In a preferred embodiment of the invention, three flanges serve as the voice coil support structure. Each flange is parallel to the flux path contained in the magnetic pole piece. Thus, minimal eddy currents are generated with the flange configuration. An intermediate second flange provides support for the voice coil along its mid-section thereby, decreasing the unsupported length of the vertical voice coil columns. In doing so, the low frequency bending modes are eliminated and the natural frequencies of the voice coil are increased. Thus, the preferred embodiment of the present invention increases the natural frequency of the voice coil resonances and allows for better servo control.

BRIEF DESCRIPTION OF THE DRAWINGS

FIG. 1 is a perspective view of an actuator arm assembly used in a preferred embodiment of the present invention.

FIG. 1A shows a front view of a voice coil shown in FIG. 1.

FIG. 2 is perspective view of a magnetic pole piece used in a preferred embodiment of the present invention.

FIG. 3 is a side cross sectional view of the actuator arm assembly used in conjunction with the magnetic pole piece in accordance with a preferred embodiment of the present invention.

FIG. 4 shows a perspective view of the actuator support assembly and magnetic pole piece shown in FIG. 3.

FIG. 5 is the open loop bode plot of a disc drive system employing with a prior art actuator arm assembly with the voice coil supported at each end.

FIG. 6 is the open loop bode plot of a disc drive system employing an actuator with three flange support made in accordance with the present invention as embodied in FIGS. 1-4.

DETAILED DESCRIPTION OF THE PREFERRED EMBODIMENTS

FIG. 1 shows a perspective view of a preferred embodiment of the present invention. Actuator arm assembly 10 comprises E-block 12, central portion 14, flex cable 16, first flange 18, second flange 20, third flange 22, voice coil 24, latch arm 26 and actuator spindle aperture 28. Also illustrated are first voice coil width (or top) 30, first voice coil length (or side) 32, second voice coil width (or bottom) 34 and second voice coil length (or side) 36 (shown in FIG. 1A).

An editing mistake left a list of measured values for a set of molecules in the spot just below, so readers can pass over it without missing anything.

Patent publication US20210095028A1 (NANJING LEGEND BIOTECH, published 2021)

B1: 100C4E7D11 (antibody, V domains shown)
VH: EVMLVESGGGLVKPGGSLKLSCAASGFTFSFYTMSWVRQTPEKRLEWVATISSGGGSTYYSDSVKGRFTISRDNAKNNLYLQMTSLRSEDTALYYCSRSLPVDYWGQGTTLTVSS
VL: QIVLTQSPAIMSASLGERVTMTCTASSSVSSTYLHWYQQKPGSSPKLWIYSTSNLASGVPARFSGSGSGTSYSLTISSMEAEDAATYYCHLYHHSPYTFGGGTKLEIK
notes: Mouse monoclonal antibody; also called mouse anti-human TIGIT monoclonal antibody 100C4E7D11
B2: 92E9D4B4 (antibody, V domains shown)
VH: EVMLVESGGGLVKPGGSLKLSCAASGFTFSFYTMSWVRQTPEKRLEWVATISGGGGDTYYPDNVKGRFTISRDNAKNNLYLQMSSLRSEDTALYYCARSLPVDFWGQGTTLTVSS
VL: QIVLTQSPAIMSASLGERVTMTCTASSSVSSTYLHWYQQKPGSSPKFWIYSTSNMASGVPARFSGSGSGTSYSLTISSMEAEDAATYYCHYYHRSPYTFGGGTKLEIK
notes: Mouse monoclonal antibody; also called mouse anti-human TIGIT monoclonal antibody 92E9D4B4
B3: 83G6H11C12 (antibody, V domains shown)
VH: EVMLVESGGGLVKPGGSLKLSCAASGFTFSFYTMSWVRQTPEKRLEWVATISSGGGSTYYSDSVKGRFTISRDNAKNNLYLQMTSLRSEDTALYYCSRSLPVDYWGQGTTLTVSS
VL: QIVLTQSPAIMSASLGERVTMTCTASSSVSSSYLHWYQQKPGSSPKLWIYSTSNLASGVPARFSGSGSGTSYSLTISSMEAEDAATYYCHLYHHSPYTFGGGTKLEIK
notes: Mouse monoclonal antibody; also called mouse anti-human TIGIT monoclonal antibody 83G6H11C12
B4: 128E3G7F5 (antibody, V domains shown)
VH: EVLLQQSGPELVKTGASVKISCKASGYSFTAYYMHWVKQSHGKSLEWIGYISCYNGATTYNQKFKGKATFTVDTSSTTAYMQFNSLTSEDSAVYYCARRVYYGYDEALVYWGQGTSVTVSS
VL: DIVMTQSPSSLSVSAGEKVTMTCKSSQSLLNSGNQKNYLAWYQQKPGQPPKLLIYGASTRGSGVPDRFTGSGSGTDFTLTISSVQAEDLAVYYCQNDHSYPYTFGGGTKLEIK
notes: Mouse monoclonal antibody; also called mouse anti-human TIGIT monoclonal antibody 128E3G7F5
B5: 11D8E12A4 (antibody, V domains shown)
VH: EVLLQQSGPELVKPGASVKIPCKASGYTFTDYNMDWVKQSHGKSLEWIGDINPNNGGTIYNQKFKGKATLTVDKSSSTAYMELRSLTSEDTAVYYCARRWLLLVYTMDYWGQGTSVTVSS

E-block 12 comprises a plurality of track accessing arms 11a-11k each of which supports a transducer head assembly (not shown). Mass reducing holes 13 are also provided on track accessing arms 11a-11k. E-block 12 is connected to a side of central portion 14 distal to voice coil 24. Flex cable 16 is shown attached to first flange 18 which extends from a side of central portion 14 proximally to voice coil 24. First flange contacts first voice coil width 30. Second flange 20 also extends from a side of central portion 14 proximal to voice coil 24 but is spaced longitudinally below first flange 18. Second flange 20 contacts first and second voice coil lengths 32 and 36 (not shown), respectively. Second flange 20 is shown as to have a wider shape than first flange 18 or third flange 22 in order to provide actuator stop surfaces. Third flange 22 extends from a side of central portion 14 proximal to voice coil 24 but is spaced longitudinally below second flange 20. Third flange 22 contacts second voice coil width 34. Flanges 18, 20 and 22 form a coil support structure in accordance with the present invention. Latch arm 26 is provided to secure actuator arm assembly 10 when the disc drive is not operating. Central portion 14 surrounds aperture 28 which receives an actuator spindle (not shown). Central portion 14 and aperture 28 form an axis of rotation between E-block 12 and voice coil 24.